Thursday, December 22, 2011
The History of Eggnog
There are a couple of different theories on how eggnog came to be. In Europe there were several different varieties of milk and wine punches, but in the New World rum was used in place of the wine. Rum was commonly called "grog" so what started as "egg n' grog" may have over time changed to "eggnog".
Another theory is that the "nog" in eggnog comes from the word "noggin" which is a name for a small wooden carved mug that rum was served in.
Either way eggnog soon became a popular drink throughout the Colonial America. It was not kept just for Christmas, however, but made in large quantities for several different holidays and occasions.
George Washington himself had a liking for eggnog and made a very stiff drink using rye whiskey, rum and sherry.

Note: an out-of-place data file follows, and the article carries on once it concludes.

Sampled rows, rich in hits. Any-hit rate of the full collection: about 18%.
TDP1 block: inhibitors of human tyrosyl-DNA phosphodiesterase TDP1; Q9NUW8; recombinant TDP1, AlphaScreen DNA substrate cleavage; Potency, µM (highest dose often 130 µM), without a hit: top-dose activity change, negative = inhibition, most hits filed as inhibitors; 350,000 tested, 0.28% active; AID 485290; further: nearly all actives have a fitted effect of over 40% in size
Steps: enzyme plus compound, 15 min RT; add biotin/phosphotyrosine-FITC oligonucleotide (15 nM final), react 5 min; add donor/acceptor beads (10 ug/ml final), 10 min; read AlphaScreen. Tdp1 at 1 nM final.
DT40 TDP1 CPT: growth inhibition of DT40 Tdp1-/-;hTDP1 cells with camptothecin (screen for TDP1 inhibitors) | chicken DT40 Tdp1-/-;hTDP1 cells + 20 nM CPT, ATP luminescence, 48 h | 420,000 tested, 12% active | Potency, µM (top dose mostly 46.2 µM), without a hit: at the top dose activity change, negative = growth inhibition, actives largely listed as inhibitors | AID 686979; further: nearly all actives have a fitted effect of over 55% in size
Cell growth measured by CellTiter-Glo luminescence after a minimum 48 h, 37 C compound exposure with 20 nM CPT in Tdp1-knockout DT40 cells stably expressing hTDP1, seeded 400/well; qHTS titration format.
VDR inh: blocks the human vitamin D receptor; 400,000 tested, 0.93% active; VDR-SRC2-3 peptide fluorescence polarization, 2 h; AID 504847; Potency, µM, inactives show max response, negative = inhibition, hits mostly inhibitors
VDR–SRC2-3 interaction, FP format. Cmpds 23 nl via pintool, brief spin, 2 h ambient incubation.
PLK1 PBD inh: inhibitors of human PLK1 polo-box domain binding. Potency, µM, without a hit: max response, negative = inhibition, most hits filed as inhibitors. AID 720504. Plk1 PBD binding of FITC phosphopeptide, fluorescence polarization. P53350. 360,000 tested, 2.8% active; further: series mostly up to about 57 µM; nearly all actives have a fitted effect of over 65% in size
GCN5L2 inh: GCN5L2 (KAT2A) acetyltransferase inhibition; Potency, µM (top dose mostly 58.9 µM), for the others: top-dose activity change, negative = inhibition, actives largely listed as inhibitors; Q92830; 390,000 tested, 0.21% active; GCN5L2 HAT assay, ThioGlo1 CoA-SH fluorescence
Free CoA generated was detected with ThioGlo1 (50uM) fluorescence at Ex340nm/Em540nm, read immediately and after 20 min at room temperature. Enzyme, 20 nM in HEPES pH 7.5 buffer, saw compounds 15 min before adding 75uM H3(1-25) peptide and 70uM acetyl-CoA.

The eggnog that I made last night at my house was non-alcoholic.Here is my recipe:
3 1/2 cups milk
1/2 cup heavy whipping cream
1/3 cup sugar
2 egg yolks
1/4 tsp. salt
1 tsp. vanilla
1 tsp. imitation rum flavoring
2 egg whites
3 tablespoons sugar
Combine milk and cream; scald.
Beat 1/3 cup sugar into egg yolks. Add salt; slowly stir in milk mixture. Cook in double boiler over hot--not boiling--water until it coats the spoon. Cool. Add vanilla and rum flavoring.
Beat egg whites until foamy. Gradually add the 3 tablespoons sugar, beating until soft peaks form. Fold into milk/egg mixture. Grate some nutmeg on top. Chill in refrigerator 3-4 hours. Can be topped with whipped cream.
This was so good! Of course, this recipe does involve raw eggs and the dangers associated with using them. Try this recipe at your own risk. I have heard pasteurized eggs are recommended though mine came from my back yard.